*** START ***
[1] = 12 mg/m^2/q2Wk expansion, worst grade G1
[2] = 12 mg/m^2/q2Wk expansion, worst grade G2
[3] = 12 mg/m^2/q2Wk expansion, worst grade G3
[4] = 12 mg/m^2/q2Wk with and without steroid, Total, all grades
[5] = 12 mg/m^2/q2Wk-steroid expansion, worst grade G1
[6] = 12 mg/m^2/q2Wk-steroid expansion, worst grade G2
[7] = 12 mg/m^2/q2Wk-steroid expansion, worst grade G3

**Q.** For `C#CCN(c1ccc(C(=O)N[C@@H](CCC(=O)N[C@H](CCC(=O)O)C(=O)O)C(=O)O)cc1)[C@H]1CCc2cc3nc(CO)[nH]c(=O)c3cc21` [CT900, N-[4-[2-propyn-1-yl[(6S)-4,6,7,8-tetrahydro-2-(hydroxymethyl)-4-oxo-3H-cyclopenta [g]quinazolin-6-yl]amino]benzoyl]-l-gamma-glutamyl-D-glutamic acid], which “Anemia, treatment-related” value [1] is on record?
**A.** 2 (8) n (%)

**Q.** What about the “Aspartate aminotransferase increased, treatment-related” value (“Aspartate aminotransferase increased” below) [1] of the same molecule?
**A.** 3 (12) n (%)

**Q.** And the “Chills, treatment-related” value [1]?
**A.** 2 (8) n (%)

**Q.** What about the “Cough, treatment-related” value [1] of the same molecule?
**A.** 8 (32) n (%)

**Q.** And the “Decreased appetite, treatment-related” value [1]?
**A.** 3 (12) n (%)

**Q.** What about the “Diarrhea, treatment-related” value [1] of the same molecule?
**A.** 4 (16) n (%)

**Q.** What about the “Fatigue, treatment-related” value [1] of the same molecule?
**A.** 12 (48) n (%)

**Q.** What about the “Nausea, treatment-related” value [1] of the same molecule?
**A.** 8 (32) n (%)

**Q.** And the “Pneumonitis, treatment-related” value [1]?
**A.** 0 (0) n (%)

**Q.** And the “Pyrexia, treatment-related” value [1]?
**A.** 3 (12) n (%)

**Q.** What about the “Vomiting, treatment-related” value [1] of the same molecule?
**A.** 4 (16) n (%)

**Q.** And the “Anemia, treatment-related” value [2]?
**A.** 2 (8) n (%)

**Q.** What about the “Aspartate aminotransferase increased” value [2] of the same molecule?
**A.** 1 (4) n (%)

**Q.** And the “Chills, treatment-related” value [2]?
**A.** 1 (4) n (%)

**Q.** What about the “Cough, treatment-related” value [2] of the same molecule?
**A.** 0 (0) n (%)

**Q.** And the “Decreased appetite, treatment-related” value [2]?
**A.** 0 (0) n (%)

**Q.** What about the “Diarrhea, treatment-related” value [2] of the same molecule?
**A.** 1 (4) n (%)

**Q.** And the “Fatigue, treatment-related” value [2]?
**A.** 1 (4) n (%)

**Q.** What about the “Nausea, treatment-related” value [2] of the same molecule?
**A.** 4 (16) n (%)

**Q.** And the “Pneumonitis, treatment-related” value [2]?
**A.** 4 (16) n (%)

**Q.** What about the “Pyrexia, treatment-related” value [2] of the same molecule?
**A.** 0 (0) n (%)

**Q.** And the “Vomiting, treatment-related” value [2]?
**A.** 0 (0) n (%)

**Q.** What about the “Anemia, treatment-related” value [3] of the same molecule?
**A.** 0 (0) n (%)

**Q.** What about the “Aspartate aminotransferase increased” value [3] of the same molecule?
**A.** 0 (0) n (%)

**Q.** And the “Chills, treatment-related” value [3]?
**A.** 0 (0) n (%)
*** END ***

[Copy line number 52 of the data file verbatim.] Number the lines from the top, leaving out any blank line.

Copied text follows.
**Q.** What about the “Anemia, treatment-related” value [3] of the same molecule?